You can test this connector before applying it (cat adfs.yaml | tctl sso test), but until we complete the next step the authentication process will not complete.

Apply the connector:

tctl create -f adfs.yaml

Export the signing key

For the last step, you'll need to export the signing key:

tctl saml export adfs > saml.cer

Copy saml.cer, to ADFS server, open the "Relying Party Trust" and add this file as one of the signature verification certificates:

The Web UI will now contain a new button: "Login with MS Active Directory". The CLI is the same as before:

tsh login

This command will print the SSO login URL and try to open it automatically in a browser.


Teleport can use multiple SAML connectors. In this case a connector name can be passed via tsh login --auth=connector_name

Enable default SAML authentication

Configure Teleport to use SAML authentication as the default instead of the local user database.

Follow the instructions for your Teleport edition:

Use tctl to edit the cluster_auth_preference value:

tctl edit cluster_auth_preference

Set the value of spec.type to saml:

kind: cluster_auth_preference
  name: cluster-auth-preference
  type: saml
version: v2

After you save and exit the editor, tctl will update the resource:

cluster auth preference has been updated

Update /etc/teleport.yaml in the auth_service section and restart the teleport daemon.

    type: saml

If you need to log in again before configuring your SAML provider, use the flag --auth=local.


Troubleshooting SSO configuration can be challenging. Usually a Teleport administrator must be able to:

  • Be able to see what SAML/OIDC claims and values are getting exported and passed by the SSO provider to Teleport.
  • Be able to see how Teleport maps the received claims to role mappings as defined in the connector.
  • For self-hosted Teleport Enterprise clusters, ensure that HTTP/TLS certificates are configured properly for both the Teleport Proxy Service and the SSO provider.

If something is not working, we recommend to:

  • Double-check the host names, tokens and TCP ports in a connector definition.

Using the Web UI

If you get "access denied" or other login errors, the number one place to check is the Audit Log. Under the Management area you can access it within the Activity tab in the Teleport Web UI.

Example of a user being denied because the role clusteradmin wasn't set up:

  "code": "T1001W",
  "error": "role clusteradmin is not found",
  "event": "user.login",
  "method": "oidc",
  "success": false,
  "time": "2019-06-15T19:38:07Z",
  "uid": "cd9e45d0-b68c-43c3-87cf-73c4e0ec37e9"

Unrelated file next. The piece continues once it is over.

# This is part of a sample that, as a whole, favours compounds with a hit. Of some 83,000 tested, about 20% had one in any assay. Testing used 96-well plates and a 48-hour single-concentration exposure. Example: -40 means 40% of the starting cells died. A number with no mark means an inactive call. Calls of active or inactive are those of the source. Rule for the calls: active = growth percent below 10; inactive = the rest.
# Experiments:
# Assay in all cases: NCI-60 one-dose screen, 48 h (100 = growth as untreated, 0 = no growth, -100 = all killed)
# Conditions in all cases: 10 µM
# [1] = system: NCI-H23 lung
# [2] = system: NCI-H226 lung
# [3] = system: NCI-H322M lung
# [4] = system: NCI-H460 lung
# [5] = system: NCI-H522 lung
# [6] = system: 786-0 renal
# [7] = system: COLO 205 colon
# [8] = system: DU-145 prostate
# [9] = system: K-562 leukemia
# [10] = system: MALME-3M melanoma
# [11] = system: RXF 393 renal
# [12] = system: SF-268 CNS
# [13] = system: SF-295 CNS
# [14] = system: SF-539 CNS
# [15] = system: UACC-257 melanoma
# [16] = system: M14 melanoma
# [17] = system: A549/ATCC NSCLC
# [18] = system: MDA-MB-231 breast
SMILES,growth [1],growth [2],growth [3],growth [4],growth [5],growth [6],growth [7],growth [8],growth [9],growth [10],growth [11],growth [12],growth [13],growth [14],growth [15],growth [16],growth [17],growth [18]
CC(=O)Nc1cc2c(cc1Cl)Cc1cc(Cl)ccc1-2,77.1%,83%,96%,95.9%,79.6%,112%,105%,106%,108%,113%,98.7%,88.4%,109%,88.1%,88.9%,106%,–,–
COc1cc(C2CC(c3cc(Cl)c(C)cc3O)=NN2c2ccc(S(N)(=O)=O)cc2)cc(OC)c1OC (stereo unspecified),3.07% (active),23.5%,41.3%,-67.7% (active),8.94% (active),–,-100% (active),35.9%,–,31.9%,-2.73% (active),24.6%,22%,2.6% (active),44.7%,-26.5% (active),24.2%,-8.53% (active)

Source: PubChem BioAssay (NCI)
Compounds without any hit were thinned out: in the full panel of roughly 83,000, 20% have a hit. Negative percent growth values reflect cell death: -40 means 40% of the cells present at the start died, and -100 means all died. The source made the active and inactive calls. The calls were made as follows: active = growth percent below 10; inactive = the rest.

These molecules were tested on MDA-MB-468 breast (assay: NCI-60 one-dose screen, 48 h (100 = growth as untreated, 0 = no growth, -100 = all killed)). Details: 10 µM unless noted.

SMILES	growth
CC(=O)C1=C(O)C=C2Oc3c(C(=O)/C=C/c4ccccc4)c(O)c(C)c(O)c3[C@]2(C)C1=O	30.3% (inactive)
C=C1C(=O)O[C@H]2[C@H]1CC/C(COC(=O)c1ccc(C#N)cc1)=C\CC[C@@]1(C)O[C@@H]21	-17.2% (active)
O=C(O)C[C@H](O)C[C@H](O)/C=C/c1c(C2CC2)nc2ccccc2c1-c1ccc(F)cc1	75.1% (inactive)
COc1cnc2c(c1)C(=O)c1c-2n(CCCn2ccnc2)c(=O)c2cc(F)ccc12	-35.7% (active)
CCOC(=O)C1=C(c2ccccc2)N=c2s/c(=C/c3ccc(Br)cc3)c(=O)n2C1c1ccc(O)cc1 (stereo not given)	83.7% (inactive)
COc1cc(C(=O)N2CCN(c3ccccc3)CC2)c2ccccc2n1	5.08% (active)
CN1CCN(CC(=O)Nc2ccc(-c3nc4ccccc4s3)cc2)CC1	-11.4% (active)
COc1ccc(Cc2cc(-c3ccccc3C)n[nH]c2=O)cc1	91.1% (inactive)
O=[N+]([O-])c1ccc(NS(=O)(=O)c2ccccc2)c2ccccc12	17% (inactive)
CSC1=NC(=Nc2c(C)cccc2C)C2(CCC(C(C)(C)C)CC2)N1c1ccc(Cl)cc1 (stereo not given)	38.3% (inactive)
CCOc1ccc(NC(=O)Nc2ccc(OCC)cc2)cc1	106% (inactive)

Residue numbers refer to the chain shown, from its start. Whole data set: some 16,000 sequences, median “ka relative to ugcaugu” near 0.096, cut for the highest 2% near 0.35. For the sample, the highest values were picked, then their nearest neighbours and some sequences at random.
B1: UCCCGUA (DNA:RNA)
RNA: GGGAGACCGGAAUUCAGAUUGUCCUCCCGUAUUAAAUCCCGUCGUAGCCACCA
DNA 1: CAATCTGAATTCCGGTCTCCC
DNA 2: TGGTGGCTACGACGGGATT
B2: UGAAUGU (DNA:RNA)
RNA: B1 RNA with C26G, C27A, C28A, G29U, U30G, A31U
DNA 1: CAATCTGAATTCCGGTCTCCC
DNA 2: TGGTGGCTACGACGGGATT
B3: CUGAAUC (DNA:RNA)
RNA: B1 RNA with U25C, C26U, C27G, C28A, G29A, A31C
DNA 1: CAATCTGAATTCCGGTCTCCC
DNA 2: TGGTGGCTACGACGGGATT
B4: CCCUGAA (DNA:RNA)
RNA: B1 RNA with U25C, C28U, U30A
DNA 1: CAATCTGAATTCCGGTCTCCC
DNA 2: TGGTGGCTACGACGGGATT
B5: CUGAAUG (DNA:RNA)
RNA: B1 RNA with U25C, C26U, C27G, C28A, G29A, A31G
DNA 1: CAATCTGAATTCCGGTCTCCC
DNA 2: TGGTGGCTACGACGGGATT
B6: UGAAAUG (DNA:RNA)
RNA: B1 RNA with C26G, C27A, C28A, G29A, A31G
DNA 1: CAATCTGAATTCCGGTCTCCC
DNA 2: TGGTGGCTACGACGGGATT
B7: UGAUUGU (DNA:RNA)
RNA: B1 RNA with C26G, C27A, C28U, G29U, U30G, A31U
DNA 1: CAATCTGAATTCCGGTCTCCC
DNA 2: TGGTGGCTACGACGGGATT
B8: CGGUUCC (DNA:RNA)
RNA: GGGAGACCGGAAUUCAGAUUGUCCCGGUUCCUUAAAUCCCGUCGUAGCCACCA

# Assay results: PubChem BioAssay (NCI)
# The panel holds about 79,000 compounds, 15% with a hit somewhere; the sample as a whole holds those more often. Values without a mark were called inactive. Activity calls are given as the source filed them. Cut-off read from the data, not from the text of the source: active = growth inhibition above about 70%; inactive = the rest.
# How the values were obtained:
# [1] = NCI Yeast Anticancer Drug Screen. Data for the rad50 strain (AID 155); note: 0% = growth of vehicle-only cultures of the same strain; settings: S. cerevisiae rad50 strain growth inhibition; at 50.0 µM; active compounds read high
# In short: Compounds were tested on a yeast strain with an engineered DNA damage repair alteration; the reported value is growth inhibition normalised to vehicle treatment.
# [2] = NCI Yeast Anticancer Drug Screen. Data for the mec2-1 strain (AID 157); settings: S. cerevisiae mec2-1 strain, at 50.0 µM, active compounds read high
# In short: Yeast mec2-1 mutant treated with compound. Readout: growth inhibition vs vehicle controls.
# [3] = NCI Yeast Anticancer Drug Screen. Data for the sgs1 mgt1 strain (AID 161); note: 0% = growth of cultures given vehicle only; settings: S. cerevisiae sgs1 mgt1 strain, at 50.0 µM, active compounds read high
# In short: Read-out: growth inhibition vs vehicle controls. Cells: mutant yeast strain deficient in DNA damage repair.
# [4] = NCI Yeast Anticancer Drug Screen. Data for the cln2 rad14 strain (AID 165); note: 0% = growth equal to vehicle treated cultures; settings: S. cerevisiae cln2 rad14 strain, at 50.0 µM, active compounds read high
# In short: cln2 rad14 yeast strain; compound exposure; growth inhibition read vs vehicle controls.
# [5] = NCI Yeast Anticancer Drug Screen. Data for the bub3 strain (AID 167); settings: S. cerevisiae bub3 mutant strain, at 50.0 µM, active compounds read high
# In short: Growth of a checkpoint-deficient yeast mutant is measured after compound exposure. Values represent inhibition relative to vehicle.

Teleport does not show the expected Nodes

When Teleport's Auth Service receives a request to list Teleport Nodes (e.g., to display Nodes in the Web UI or via tsh ls), it only returns the Nodes that the current user is authorized to view.

For each Node in the user's Teleport cluster, the Auth Service applies the following checks in order and, if one check fails, hides the Node from the user:

  • None of the user's roles contain a deny rule that matches the Node's labels.
  • At least one of the user's roles contains an allow rule that matches the Node's labels.

If you are not seeing Nodes when expected, make sure that your user's roles include the appropriate allow and deny rules as documented in the Teleport Access Controls Reference.

When configuring SSO, ensure that the identity provider is populating each user's traits correctly. For a user to see a Node in Teleport, the result of populating a template variable in a role's allow.logins must match at least one of a user's traits.logins.

In this example a user will have usernames ubuntu, debian and usernames from the SSO trait logins for Nodes that have a env: dev label. If the SSO trait username is bob then the usernames would include ubuntu, debian, and bob.

kind: role
  name: example-role
    logins: ['{{external.logins}}', ubuntu, debian]
      'env': 'dev'
version: v5

Single sign-on fails with OIDC

When encountering the error message "Failed to verify JWT: oidc: unable to verify JWT signature: no matching keys", it typically indicates a discrepancy between the algorithm used to sign the JWT token and the algorithm(s) supported by the JSON Web Key Set (JWKS). Specifically, the token might be signed with one algorithm, e.g., HS256, while the JWKS only lists keys for a different algorithm. e.g., RS256. This issue predominantly arises when using identity providers that offer extremely low-level functionality.

Here are some things to check:

  • Verify the JWT header specifies the correct signing algorithm. This should match one of the algorithms listed in the keys section of the JWKS endpoint response.
  • Ensure the JWKS endpoint is returning all relevant public keys. Sometimes key rotation can cause valid keys to be omitted.

To resolve the issue, align the JWT algorithm header with a supported algorithm in the JWKS. Rotate keys if necessary. Verify the JWKS only publishes the active public keys. With proper configuration, the signature should validate successfully.

Next steps

In the Teleport role we illustrated in this guide, external traits are replaced with values from the single sign-on provider that the user used to authenticate to Teleport. For full details on how traits work in Teleport roles, see the Teleport Access Controls Reference.